The 4 Important Tools for a New Witch
1. The Athame
The ritual knife, or athame, is one of the prime Wicca altar tools.
(It is pronounced AH-tha-may or ah-THAW-may.)
Traditionally black-handled, the athame lives in the East, the direction that represents mind, thought, and choice.
An athame doesn’t have to be metal. You can find ones made out of wood or carved stone, if you prefer. It’s not used as a physical knife, anyway, but a symbolic one.
Athames hold yang [god] energy.
Athames are used to direct energy, typically in casting ritual Circles and recalling them. They may also be used to cut energetic ties.
Ordinarily, an athame is not used to cut anything on the physical plane.
2. The Wand
The wand is like a portable, handy version of a broom. There is a theory that originally one instrument performed all the purposes served by the two today.
A wand can be made of any natural material. Wood is traditional. Since all woods have unique Powers, you may like to choose the wood to suit your particular needs.
Wands can be used for divination and channeling magickal energy. They can be used to cast and recall circles, in place of the athame.
The magickal wand goes in the South, for the power of will, magick, and transformation.
It also represents yang, or god, energy.
3. The Chalice
The Wiccan chalice is one of the most important altar tools. It signifies the Mother Goddess.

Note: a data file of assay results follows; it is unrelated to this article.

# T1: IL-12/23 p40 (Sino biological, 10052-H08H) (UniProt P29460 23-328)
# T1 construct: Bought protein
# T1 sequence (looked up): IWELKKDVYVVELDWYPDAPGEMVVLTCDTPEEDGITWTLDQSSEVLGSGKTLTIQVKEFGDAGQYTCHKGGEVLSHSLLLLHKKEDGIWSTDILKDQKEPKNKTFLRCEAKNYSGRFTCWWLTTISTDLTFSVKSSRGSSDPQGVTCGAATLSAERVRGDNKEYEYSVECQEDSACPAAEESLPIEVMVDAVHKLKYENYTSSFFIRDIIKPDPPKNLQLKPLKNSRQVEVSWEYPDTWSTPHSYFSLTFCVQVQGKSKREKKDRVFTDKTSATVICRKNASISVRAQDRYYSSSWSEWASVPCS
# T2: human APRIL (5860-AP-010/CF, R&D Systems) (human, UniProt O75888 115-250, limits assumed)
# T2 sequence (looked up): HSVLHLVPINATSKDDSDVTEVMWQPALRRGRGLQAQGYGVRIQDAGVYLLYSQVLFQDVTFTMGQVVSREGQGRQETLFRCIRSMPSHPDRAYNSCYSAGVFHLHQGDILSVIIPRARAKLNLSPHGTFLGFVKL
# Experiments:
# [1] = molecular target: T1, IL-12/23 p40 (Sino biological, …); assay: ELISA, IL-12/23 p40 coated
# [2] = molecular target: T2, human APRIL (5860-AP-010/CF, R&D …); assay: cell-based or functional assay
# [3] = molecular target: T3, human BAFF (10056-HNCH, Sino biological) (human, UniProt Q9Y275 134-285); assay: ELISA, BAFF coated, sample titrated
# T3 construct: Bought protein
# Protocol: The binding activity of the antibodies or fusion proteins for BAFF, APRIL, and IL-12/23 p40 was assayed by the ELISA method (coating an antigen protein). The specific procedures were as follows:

As such, it is a “yin” altar tool.
Some people like very fancy bejeweled cups for their altar chalice, but this is not necessary. A cup or wine-type glass of any material will do, or even a bowl. Something that holds water and, ideally, is round or curvy is good.
Silver is always nice for Goddess tools – a silver chalice is a perfect Wiccan chalice.
The altar chalice is placed in the West, the direction of Water and the yinnest of the yin.
The Wiccan chalice is used for ceremonial drink, offering libations to the Divine, or holding the salt-water solution.
4. The Pentacle
The Pentacle is a flat board or circle that is usually inscribed with a pentagram (a five-pointed star), though they may also have many other symbols upon them.
This tool acts like a platform upon which many other acts are often performed –especially consecrations. It is symbolic of the Element of Earth, not only as the general Element, but also as the planet Earth itself and on a larger scale it can even be used as a symbol of the universe.
It is generally placed in the centre of the altar, and magical workings are performed on top of it. It can also be used in meditations. The Pentacle is often used in ceremonial magic as it blocks evil very effectively.
It’s direction is North and it’s energy is Female.
In the upward direction it is used for Protection, Blessing, Consecration, Meditation and Positive energy. In the downward direction it is used for Banishing and Binding.
The five points of the pentacle can be used to represent several things:
- Five Senses
- Human Body
- Love, Wisdom, Power, Knowledge and Law
- Earth, Air, Fire, Water and Spirit